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In Macbeth how does Shakespeare foreshadow Lady Macbeth's death?Is there a solid...
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High School Teacher
We see Lady Macbeth as the controlling force behind Macbeth’s evil deeds and, at first, she is painted as heartless, ruthless and consumed by her ambitions for her husband. She
set the time and the place of Duncan's murder, claims that she would kill a baby at her breast to honor a vow, and argues that when Macbeth first conceived of killing Duncan, then he was a man.
However, we are first alerted to her weaknesses when, thinking it would be preferable to murder Duncan herself, she cannot due to his likeness with her own father.
…Had he not resembled
My father as he slept, I had done’t
Hence, we begin to prepare for a different outcome other than we would previously have believed possible. There is an evolving "human" side to her that seems to be foreshadowing how she will suffer from her guilt as time progresses.
Whilst Lady Macbeth is certainly the catalyst by which Macbeth becomes capable of such heinous deeds, we are beginning to recognize Macbeth’s own contribution to his inevitable downfall. Lady Macbeth will almost become an outsider as Macbeth grows in confidence with each murder. During his plans to kill Banquo, he tells his wife to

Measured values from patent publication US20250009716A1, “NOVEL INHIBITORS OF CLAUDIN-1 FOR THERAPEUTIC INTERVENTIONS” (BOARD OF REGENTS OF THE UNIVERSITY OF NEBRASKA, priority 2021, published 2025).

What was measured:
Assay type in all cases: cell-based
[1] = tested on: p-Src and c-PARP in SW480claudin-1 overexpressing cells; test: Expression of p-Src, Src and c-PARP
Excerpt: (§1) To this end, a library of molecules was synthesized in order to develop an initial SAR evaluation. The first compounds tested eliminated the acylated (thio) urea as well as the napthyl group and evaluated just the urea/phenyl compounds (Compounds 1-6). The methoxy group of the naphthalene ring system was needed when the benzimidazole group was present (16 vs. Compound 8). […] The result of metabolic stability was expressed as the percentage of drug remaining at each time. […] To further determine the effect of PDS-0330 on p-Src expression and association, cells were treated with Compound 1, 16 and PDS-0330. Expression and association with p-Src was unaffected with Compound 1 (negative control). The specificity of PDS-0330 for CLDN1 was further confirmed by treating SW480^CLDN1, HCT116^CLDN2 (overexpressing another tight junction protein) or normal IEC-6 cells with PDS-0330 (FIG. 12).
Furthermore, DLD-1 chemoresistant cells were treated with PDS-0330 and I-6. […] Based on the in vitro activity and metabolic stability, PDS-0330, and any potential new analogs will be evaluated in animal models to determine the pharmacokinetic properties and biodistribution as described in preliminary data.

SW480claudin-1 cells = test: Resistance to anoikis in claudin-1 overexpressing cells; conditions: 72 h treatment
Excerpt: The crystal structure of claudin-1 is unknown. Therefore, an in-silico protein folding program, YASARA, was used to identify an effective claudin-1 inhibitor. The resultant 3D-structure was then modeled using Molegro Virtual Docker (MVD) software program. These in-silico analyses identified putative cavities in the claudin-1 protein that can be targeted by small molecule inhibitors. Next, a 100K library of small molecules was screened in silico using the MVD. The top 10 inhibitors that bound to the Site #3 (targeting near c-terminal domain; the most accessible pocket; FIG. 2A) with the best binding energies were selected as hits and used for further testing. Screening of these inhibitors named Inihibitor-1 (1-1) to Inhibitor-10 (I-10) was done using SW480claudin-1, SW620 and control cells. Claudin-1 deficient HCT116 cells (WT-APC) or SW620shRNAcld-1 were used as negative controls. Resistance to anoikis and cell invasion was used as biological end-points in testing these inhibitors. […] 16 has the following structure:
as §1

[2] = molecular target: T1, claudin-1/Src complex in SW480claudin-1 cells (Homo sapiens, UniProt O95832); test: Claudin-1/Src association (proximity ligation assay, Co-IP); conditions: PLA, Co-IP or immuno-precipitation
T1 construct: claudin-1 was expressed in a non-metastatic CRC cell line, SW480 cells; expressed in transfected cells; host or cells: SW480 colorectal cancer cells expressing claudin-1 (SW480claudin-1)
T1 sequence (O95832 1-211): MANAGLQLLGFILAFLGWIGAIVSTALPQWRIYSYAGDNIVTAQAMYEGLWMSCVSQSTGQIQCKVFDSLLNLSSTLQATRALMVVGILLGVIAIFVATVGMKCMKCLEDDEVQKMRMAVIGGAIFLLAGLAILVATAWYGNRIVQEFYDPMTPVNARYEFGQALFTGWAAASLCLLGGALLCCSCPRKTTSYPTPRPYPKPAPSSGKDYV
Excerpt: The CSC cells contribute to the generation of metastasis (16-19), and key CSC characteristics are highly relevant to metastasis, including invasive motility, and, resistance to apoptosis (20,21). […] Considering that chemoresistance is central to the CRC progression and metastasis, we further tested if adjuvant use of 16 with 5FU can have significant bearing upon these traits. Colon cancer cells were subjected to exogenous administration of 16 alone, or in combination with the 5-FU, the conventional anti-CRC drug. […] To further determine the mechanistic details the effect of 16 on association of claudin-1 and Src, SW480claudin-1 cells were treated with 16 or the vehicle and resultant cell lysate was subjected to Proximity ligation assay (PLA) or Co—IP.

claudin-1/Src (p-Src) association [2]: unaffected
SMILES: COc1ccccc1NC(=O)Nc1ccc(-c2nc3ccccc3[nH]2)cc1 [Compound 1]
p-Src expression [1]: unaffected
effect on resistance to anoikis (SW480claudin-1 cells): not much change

be innocent of the knowledge
Lady Macbeth can even see the evil - that will ultimately drive her paranoid - self mad:
Tis safer to be that which we destroy
Than by destruction dwell in doubtful joy.(III,ii,6-7)
Interestingly, Lady Macbeth goes from
what's done is done
What's done cannot be undone (V.i.68)
again foreshadowing what is by now close at hand as she sleepwalks, racked by her guilt.
Out damned spot!(V.i.33)
By now Lady Macbeth craves peace and her efforts to ‘wash away’ her sins prove fruitless. Madness is her only respite:
She is unable to release herself from the murderous world she has created and her suicide becomes inevitable as the only ‘escape.’
Posted by durbanville on October 25, 2012 at 3:00 PM (Answer #1)
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